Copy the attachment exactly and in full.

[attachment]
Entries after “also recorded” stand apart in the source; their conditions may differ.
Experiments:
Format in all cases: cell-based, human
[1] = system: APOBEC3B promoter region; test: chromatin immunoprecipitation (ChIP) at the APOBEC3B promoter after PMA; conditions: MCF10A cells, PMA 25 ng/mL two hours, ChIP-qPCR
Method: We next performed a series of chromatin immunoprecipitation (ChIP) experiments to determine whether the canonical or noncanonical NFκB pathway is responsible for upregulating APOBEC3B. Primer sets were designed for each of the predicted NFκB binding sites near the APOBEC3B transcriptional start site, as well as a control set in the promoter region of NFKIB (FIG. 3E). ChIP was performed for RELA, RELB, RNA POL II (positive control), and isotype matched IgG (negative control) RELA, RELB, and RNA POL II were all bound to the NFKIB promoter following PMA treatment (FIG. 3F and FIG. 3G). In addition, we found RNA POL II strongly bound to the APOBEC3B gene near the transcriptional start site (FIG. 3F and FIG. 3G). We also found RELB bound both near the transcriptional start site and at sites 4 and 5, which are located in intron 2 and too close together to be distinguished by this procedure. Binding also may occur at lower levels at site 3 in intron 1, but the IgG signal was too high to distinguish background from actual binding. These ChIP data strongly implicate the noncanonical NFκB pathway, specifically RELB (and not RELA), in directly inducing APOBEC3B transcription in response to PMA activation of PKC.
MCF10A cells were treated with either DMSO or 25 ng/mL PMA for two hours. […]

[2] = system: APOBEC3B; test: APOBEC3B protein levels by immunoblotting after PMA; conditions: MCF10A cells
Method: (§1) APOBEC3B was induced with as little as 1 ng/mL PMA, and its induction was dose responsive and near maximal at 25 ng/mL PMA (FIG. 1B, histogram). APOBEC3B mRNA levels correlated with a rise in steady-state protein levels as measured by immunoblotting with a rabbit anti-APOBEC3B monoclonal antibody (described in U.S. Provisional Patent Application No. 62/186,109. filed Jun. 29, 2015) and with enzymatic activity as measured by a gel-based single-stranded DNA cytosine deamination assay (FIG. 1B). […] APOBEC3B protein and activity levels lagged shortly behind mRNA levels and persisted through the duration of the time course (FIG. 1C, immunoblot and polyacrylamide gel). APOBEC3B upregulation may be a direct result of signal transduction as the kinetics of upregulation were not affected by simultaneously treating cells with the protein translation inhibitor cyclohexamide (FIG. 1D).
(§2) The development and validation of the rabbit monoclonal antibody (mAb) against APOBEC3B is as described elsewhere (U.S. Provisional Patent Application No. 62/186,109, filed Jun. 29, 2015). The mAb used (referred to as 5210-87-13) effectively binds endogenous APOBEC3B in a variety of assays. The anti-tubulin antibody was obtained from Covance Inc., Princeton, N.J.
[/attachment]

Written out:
Entries after “also recorded” stand apart in the source; their conditions may differ.
Experiments:
Format in all cases: cell-based, human
[1] = system: APOBEC3B promoter region; test: chromatin immunoprecipitation (ChIP) at the APOBEC3B promoter after PMA; conditions: MCF10A cells, PMA 25 ng/mL two hours, ChIP-qPCR
Method: We next performed a series of chromatin immunoprecipitation (ChIP) experiments to determine whether the canonical or noncanonical NFκB pathway is responsible for upregulating APOBEC3B. Primer sets were designed for each of the predicted NFκB binding sites near the APOBEC3B transcriptional start site, as well as a control set in the promoter region of NFKIB (FIG. 3E). ChIP was performed for RELA, RELB, RNA POL II (positive control), and isotype matched IgG (negative control) RELA, RELB, and RNA POL II were all bound to the NFKIB promoter following PMA treatment (FIG. 3F and FIG. 3G). In addition, we found RNA POL II strongly bound to the APOBEC3B gene near the transcriptional start site (FIG. 3F and FIG. 3G). We also found RELB bound both near the transcriptional start site and at sites 4 and 5, which are located in intron 2 and too close together to be distinguished by this procedure. Binding also may occur at lower levels at site 3 in intron 1, but the IgG signal was too high to distinguish background from actual binding. These ChIP data strongly implicate the noncanonical NFκB pathway, specifically RELB (and not RELA), in directly inducing APOBEC3B transcription in response to PMA activation of PKC.
MCF10A cells were treated with either DMSO or 25 ng/mL PMA for two hours. […]

[2] = system: APOBEC3B; test: APOBEC3B protein levels by immunoblotting after PMA; conditions: MCF10A cells
Method: (§1) APOBEC3B was induced with as little as 1 ng/mL PMA, and its induction was dose responsive and near maximal at 25 ng/mL PMA (FIG. 1B, histogram). APOBEC3B mRNA levels correlated with a rise in steady-state protein levels as measured by immunoblotting with a rabbit anti-APOBEC3B monoclonal antibody (described in U.S. Provisional Patent Application No. 62/186,109. filed Jun. 29, 2015) and with enzymatic activity as measured by a gel-based single-stranded DNA cytosine deamination assay (FIG. 1B). […] APOBEC3B protein and activity levels lagged shortly behind mRNA levels and persisted through the duration of the time course (FIG. 1C, immunoblot and polyacrylamide gel). APOBEC3B upregulation may be a direct result of signal transduction as the kinetics of upregulation were not affected by simultaneously treating cells with the protein translation inhibitor cyclohexamide (FIG. 1D).
(§2) The development and validation of the rabbit monoclonal antibody (mAb) against APOBEC3B is as described elsewhere (U.S. Provisional Patent Application No. 62/186,109, filed Jun. 29, 2015). The mAb used (referred to as 5210-87-13) effectively binds endogenous APOBEC3B in a variety of assays. The anti-tubulin antibody was obtained from Covance Inc., Princeton, N.J.